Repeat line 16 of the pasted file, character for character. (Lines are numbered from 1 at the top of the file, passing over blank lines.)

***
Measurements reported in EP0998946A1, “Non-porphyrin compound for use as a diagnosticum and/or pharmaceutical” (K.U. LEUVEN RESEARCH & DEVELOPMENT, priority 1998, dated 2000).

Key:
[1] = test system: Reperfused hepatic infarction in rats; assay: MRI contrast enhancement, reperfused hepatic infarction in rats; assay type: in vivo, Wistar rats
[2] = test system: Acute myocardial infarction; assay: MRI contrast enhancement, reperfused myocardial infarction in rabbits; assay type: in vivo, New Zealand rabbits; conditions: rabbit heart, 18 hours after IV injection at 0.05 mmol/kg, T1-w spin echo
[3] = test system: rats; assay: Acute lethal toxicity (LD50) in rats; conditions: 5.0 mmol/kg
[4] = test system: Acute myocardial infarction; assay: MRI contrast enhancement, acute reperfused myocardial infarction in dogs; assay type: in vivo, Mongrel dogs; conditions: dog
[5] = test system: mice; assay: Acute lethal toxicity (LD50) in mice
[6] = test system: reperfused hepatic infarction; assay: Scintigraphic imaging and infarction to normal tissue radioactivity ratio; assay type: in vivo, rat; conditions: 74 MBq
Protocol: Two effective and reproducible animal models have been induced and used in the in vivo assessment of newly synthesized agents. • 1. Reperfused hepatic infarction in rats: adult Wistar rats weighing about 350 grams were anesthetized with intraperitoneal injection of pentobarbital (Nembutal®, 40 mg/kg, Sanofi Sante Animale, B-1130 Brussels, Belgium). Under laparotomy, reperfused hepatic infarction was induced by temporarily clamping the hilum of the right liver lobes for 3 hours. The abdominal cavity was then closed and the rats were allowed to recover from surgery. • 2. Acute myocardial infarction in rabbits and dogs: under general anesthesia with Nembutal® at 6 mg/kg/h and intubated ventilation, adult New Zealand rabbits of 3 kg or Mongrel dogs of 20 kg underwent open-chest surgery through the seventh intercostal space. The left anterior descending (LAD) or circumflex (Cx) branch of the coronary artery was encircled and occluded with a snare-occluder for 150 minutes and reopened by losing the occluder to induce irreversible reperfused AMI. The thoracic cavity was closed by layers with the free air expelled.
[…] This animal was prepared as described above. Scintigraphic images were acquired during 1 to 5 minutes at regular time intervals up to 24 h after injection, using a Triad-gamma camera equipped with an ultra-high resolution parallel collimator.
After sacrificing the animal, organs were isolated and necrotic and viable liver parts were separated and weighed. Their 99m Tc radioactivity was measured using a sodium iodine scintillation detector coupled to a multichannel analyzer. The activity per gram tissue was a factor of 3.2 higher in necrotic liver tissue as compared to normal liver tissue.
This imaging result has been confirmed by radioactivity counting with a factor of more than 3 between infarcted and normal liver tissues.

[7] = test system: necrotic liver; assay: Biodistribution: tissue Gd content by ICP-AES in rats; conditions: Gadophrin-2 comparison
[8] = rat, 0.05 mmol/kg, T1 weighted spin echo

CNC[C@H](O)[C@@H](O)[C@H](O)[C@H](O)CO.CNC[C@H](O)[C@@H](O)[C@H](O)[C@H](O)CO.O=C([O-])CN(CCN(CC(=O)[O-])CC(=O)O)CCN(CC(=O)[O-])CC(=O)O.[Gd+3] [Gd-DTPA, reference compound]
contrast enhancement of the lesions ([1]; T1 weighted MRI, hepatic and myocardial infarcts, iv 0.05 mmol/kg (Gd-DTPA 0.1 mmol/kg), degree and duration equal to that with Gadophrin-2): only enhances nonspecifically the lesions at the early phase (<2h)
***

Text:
contrast enhancement of the lesions ([1]; T1 weighted MRI, hepatic and myocardial infarcts, iv 0.05 mmol/kg (Gd-DTPA 0.1 mmol/kg), degree and duration equal to that with Gadophrin-2): only enhances nonspecifically the lesions at the early phase (<2h)